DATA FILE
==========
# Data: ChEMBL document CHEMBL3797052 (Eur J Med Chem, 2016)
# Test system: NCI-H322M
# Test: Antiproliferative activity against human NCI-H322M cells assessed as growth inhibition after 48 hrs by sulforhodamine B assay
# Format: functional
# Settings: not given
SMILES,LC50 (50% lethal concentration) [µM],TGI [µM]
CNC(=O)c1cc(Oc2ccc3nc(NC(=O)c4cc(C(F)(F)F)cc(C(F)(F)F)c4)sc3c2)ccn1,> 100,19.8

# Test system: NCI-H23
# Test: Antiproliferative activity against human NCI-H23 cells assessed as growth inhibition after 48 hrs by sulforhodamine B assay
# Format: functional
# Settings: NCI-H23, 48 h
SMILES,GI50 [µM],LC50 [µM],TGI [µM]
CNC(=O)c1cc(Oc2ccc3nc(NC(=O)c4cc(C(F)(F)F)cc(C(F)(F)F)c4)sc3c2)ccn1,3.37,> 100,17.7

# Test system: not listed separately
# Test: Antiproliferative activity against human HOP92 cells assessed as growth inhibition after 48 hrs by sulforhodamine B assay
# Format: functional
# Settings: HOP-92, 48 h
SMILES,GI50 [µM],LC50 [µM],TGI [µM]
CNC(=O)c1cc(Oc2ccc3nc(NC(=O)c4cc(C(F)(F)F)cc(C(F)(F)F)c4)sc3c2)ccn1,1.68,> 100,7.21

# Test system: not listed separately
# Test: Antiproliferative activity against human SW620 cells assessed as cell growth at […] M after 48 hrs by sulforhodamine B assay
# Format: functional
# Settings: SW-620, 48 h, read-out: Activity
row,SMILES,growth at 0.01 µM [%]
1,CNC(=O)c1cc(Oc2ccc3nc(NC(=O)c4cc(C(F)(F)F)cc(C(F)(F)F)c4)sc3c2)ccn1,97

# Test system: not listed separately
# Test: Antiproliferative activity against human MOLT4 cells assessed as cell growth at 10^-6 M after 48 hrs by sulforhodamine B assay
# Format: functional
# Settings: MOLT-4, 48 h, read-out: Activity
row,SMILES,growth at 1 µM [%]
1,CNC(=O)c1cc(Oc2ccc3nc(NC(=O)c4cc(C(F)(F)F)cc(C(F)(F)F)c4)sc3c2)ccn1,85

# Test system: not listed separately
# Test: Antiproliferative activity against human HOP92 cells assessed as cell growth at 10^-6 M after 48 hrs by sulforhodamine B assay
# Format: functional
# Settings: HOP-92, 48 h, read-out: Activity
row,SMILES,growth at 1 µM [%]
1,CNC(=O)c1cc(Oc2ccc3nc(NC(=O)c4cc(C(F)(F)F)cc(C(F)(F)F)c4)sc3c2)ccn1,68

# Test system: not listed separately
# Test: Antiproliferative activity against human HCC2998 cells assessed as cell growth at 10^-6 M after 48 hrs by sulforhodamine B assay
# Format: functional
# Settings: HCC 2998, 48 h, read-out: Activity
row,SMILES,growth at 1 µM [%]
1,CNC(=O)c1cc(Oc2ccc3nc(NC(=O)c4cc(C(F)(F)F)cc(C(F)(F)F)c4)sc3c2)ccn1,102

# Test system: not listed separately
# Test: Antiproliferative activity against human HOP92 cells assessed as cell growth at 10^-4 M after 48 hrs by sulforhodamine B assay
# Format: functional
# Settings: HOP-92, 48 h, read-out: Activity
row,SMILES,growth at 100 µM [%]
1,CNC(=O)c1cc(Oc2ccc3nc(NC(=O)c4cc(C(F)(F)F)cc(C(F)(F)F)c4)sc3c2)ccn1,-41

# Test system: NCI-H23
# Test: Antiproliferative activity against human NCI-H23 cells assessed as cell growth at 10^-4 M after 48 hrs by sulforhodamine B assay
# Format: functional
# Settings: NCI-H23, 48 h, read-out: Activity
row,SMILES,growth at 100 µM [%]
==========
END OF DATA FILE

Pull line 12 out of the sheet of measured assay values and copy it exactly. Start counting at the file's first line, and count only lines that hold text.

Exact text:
SMILES,GI50 [µM],LC50 [µM],TGI [µM]